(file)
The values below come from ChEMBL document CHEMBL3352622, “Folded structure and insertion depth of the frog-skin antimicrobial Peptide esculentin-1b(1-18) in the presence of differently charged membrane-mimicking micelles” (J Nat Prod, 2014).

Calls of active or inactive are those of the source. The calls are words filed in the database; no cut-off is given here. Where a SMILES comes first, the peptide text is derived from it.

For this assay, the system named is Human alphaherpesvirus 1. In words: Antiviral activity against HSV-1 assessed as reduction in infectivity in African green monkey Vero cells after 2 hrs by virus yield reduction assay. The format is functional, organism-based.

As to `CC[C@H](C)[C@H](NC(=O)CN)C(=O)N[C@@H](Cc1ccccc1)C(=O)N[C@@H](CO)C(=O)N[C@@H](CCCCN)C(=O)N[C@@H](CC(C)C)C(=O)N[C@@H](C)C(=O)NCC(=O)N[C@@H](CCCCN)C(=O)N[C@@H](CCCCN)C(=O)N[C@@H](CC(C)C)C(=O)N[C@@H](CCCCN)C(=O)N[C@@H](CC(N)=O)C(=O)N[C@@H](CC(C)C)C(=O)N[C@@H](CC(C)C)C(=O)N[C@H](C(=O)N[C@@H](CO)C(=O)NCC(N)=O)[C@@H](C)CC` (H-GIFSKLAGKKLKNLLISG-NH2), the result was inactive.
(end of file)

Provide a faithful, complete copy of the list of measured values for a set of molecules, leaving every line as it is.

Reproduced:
The values below come from ChEMBL document CHEMBL3352622, “Folded structure and insertion depth of the frog-skin antimicrobial Peptide esculentin-1b(1-18) in the presence of differently charged membrane-mimicking micelles” (J Nat Prod, 2014).

Calls of active or inactive are those of the source. The calls are words filed in the database; no cut-off is given here. Where a SMILES comes first, the peptide text is derived from it.

For this assay, the system named is Human alphaherpesvirus 1. In words: Antiviral activity against HSV-1 assessed as reduction in infectivity in African green monkey Vero cells after 2 hrs by virus yield reduction assay. The format is functional, organism-based.

As to `CC[C@H](C)[C@H](NC(=O)CN)C(=O)N[C@@H](Cc1ccccc1)C(=O)N[C@@H](CO)C(=O)N[C@@H](CCCCN)C(=O)N[C@@H](CC(C)C)C(=O)N[C@@H](C)C(=O)NCC(=O)N[C@@H](CCCCN)C(=O)N[C@@H](CCCCN)C(=O)N[C@@H](CC(C)C)C(=O)N[C@@H](CCCCN)C(=O)N[C@@H](CC(N)=O)C(=O)N[C@@H](CC(C)C)C(=O)N[C@@H](CC(C)C)C(=O)N[C@H](C(=O)N[C@@H](CO)C(=O)NCC(N)=O)[C@@H](C)CC` (H-GIFSKLAGKKLKNLLISG-NH2), the result was inactive.